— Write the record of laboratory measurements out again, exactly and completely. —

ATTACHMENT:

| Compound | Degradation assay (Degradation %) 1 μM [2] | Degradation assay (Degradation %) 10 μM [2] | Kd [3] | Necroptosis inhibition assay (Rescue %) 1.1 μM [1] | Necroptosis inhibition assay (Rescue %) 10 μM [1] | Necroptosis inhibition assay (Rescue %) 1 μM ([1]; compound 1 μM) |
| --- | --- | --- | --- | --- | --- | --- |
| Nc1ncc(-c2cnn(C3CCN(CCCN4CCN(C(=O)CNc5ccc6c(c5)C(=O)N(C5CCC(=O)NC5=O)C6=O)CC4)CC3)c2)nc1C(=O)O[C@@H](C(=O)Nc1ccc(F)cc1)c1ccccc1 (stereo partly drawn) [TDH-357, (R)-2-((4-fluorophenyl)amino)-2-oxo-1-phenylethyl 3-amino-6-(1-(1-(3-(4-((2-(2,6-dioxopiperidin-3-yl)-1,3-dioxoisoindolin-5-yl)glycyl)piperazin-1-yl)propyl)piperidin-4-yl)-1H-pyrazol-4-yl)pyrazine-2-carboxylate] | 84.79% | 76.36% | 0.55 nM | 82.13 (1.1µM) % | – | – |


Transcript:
| Compound | Degradation assay (Degradation %) 1 μM [2] | Degradation assay (Degradation %) 10 μM [2] | Kd [3] | Necroptosis inhibition assay (Rescue %) 1.1 μM [1] | Necroptosis inhibition assay (Rescue %) 10 μM [1] | Necroptosis inhibition assay (Rescue %) 1 μM ([1]; compound 1 μM) |
| --- | --- | --- | --- | --- | --- | --- |
| Nc1ncc(-c2cnn(C3CCN(CCCN4CCN(C(=O)CNc5ccc6c(c5)C(=O)N(C5CCC(=O)NC5=O)C6=O)CC4)CC3)c2)nc1C(=O)O[C@@H](C(=O)Nc1ccc(F)cc1)c1ccccc1 (stereo partly drawn) [TDH-357, (R)-2-((4-fluorophenyl)amino)-2-oxo-1-phenylethyl 3-amino-6-(1-(1-(3-(4-((2-(2,6-dioxopiperidin-3-yl)-1,3-dioxoisoindolin-5-yl)glycyl)piperazin-1-yl)propyl)piperidin-4-yl)-1H-pyrazol-4-yl)pyrazine-2-carboxylate] | 84.79% | 76.36% | 0.55 nM | 82.13 (1.1µM) % | – | – |